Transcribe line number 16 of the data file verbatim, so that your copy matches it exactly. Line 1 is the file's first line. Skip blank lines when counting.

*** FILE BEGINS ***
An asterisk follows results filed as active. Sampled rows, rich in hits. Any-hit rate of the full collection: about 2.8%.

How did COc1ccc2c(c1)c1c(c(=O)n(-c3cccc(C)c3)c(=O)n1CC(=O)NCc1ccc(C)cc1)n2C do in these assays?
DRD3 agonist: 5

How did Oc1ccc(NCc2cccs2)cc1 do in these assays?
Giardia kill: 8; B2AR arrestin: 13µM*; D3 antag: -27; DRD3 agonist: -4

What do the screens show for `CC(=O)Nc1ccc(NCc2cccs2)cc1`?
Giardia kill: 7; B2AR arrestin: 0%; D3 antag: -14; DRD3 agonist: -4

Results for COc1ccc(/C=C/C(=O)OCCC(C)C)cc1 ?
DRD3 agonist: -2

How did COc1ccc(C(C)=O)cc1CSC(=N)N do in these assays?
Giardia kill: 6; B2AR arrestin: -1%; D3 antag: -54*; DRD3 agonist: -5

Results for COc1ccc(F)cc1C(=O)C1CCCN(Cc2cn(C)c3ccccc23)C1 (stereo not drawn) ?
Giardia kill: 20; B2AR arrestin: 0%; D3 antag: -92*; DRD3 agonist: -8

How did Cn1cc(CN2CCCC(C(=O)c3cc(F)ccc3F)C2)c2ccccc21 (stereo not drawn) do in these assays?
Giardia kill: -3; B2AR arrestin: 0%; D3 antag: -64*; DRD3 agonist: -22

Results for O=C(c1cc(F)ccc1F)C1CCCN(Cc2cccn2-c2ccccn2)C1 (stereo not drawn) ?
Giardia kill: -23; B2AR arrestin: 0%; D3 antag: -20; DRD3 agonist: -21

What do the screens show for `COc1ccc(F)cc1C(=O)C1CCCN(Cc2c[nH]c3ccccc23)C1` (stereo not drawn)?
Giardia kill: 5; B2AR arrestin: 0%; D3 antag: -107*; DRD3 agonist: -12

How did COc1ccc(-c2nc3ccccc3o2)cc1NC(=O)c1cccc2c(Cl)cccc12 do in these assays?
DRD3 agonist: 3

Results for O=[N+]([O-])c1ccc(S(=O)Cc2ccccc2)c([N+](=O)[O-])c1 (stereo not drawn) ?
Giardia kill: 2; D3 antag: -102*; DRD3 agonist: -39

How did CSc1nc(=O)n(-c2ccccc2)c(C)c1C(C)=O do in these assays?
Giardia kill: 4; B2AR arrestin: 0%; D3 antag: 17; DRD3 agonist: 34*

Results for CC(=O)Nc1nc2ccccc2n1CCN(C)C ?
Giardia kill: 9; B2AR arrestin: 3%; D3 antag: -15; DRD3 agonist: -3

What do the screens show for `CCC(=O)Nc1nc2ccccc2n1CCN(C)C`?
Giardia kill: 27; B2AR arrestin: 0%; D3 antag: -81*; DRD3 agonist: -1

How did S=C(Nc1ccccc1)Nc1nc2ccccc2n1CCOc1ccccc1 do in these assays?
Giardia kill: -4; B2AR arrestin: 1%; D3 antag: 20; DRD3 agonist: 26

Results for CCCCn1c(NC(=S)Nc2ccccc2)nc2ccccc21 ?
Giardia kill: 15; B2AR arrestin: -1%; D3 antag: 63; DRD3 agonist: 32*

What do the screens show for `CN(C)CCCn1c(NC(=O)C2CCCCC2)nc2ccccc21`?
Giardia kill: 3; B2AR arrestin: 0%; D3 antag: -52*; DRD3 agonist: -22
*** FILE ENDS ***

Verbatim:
Results for O=C(c1cc(F)ccc1F)C1CCCN(Cc2cccn2-c2ccccn2)C1 (stereo not drawn) ?